Good savers take free money
Does your employer give you a discount on your health insurance for getting an annual check-up? Does your company have employee stock options or offer to match your retirement savings? Do you have flight miles or hotel points accrued that you’re not using? Many people leave this so-called ‘free money’ on the table, Woroch says. It may take a little extra effort to fill out the paperwork, but it’s worth the time.
Good savers have three to six months of expenses saved
Many people live pay to pay, which means millions of people are just one bad car accident or layoff away from financial ruin. It may sound obvious, but good savers save. How much savings you need depends entirely on your lifestyle, but Garrett and Stanzak recommend having enough money to cover at least three to six months of basic expenses like mortgage, insurance, utilities and food.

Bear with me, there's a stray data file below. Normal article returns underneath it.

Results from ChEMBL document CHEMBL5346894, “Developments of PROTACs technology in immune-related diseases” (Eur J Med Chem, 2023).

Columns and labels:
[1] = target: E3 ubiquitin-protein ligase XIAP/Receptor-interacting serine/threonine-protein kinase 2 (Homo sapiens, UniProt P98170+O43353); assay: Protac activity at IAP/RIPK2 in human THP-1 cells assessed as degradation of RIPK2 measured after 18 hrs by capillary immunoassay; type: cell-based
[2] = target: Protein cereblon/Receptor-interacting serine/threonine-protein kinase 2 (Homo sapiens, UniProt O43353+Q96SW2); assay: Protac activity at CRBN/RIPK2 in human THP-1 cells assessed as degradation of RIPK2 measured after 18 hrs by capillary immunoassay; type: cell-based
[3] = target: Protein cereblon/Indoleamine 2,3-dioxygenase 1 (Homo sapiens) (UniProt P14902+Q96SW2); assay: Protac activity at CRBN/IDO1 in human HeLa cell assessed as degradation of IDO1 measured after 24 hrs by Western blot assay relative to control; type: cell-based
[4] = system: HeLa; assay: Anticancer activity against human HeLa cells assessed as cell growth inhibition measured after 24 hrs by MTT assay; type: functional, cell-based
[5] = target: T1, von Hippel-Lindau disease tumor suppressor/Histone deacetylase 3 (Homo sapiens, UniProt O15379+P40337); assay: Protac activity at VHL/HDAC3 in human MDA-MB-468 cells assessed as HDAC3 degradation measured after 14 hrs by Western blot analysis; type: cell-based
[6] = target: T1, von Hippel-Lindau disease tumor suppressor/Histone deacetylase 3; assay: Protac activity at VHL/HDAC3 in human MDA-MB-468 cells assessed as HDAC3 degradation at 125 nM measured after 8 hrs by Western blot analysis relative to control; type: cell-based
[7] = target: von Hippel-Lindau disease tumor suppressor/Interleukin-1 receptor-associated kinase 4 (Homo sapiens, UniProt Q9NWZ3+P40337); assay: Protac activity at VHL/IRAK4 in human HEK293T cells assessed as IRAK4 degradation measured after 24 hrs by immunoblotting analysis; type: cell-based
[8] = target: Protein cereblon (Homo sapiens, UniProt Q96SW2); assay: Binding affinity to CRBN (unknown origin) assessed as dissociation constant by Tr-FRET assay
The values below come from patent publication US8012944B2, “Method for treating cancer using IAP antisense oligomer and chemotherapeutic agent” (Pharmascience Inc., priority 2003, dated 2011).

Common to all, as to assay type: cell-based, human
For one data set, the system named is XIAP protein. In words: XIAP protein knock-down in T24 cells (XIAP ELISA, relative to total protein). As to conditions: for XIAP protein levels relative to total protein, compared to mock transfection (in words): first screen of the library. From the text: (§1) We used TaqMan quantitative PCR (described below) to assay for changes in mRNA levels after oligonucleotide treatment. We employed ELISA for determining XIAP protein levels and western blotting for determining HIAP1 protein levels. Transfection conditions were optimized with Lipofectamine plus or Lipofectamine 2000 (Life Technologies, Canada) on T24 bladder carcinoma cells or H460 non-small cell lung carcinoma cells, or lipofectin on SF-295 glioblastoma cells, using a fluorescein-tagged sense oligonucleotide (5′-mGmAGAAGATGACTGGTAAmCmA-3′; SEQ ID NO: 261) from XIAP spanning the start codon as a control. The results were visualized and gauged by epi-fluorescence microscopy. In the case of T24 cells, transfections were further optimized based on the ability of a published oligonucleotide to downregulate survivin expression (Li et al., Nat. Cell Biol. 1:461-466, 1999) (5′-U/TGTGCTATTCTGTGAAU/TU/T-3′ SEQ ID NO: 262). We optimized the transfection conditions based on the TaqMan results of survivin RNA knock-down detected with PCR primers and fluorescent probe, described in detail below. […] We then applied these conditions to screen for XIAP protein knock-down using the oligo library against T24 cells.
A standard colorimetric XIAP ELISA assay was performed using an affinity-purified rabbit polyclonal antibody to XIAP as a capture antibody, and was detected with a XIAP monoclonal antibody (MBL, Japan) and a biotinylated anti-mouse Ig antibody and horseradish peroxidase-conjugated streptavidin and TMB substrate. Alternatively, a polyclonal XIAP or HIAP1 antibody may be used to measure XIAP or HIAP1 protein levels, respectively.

Good savers are honest with themselves
None of us are getting any younger. Yet so many people live in denial of this fact, Stanzak says. The truth is that each of us has risk factors that could affect financial security. Good savers are honest about their particular risks – advancing age, tenuous job security, chronic health problems, family issues, – and plan their savings to account for them.